Logs by a road

Reasons for always having a written contract

There are serious problems you can avoid by spelling out in a contract exactly what you want foresters, loggers and other contractors to do

Our property has been in the family for many decades now, and we have made our fair share of mistakes.  Some of these are related to working with contractors for timber harvests and other tasks we needed done.  We have tried in the past going with handshake agreements, and many times those have worked just fine.  Unfortunately, there are times when things went very badly, for us and the contractor.

These days we don’t let anyone do work on our property without a written contract.

One time, my grandfather had negotiated a sale with a logger, and they worked out specifically what was to be cut and what left.  The logger paid my grandfather up front, then sold the timber sale to another logger.  This logger didn’t care what we wanted cut, and proceeded to harvest what was valuable to him.

Lesson 1: we learned to identify in the contract who the contractor is and any sub-contractors that they may work with.

On another occasion, my father had set up a contract with a logger to harvest some trees, but didn’t specify how the logger was to haul the timber to the landing.  Our existing road network wasn’t the most efficient for the logger, so they cut new trails and roads where they saw fit.  Additionally, my father didn’t require the roads to be returned to their original condition, nor did he require new roads and trails to be seeded with grasses to prevent erosion.

Lesson 2: we learned to have the contract cover all aspects of the jobs to be done from identifying which trees to harvest, to the condition and use of roads, and post harvesting operations like the treatment of slash.

One time my grandfather sold some timber to a logger, and he agreed to pay my grandfather after he had sold the logs to a mill.  The logger didn’t say how soon after he sold the logs, so weeks went by and my grandfather still hadn’t gotten paid.  The logger finally paid up after my grandfather threatened to take him to court.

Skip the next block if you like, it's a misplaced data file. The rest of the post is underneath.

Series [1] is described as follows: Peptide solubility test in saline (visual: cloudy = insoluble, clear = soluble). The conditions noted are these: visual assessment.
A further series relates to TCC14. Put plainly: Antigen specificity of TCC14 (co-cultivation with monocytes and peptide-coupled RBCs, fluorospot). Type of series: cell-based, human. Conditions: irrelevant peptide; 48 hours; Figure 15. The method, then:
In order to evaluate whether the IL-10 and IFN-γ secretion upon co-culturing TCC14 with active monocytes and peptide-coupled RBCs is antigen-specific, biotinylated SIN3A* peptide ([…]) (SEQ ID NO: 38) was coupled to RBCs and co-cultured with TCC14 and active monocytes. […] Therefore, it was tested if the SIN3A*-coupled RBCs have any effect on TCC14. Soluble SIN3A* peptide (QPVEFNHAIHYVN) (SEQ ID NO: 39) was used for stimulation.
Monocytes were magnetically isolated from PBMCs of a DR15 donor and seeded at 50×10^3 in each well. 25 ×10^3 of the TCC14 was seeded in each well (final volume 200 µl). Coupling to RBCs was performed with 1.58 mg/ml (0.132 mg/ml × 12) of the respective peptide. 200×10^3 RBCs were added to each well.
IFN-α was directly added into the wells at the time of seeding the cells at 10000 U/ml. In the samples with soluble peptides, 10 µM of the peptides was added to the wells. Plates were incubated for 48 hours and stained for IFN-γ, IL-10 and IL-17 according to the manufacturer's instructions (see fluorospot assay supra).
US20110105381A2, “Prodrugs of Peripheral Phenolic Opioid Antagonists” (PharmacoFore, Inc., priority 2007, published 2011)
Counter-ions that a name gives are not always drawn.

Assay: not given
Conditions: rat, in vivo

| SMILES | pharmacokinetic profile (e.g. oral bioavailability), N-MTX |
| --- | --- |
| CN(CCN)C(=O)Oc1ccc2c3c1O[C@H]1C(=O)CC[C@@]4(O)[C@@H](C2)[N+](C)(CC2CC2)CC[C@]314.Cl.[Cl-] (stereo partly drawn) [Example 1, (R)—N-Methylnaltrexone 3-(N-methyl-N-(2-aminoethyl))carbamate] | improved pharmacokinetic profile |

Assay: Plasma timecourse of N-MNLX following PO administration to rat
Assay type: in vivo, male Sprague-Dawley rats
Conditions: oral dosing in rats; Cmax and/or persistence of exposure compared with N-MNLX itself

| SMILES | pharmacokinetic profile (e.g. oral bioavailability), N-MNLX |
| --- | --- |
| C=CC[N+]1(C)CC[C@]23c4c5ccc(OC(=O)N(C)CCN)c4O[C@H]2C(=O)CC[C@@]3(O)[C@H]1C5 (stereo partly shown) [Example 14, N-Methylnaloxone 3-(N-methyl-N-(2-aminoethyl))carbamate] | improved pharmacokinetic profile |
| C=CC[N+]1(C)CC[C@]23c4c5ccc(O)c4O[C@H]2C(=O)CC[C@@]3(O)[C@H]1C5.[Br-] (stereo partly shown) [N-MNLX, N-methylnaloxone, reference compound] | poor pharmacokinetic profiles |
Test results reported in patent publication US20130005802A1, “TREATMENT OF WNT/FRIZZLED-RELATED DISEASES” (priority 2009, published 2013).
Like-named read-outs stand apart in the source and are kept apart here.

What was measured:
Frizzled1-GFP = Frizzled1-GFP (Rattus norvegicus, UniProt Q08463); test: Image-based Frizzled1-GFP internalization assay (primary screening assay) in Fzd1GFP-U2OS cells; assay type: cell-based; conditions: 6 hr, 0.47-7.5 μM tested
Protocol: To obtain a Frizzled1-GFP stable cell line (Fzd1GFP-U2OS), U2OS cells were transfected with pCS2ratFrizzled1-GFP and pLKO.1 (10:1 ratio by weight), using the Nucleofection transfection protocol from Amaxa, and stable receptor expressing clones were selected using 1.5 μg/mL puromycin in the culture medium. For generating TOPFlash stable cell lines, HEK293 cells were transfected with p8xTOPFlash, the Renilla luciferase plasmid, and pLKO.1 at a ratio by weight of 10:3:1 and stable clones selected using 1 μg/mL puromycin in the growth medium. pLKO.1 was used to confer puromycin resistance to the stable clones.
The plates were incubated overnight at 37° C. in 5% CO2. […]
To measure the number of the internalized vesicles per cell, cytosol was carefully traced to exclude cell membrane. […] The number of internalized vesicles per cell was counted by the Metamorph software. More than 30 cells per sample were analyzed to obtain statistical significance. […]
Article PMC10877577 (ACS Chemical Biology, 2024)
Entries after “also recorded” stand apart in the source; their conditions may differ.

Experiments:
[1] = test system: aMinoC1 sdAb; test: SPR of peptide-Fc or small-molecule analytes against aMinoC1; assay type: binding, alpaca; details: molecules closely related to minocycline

Lesson 3: now we specify in the contract when we will get paid for our logs or when we pay the contractor for whatever work we are having done.

My last example involves a contractor getting injured while working on our property.  Fortunately, it wasn’t a serious injury, but one that required some medical attention and ended up being quite expensive.  What made this incident doubly fortunate was that the contractor had liability insurance to cover incidents just like this.

Lesson 4: our contracts now have a statement confirming that the contractor is liable for any injuries or damages to our property that occur during their work and that this covers any sub-contractors working for them. We also always ask folks who potentially may work on our property to provide proof that they carry liability insurance and that it won’t expire before they finish their work.

By no means are we done learning (or making mistakes) in our work with contractors, so stay tuned for more lessons learned in the future.

Check out Contracting with a consulting forester to learn more about what things you might want in a contract.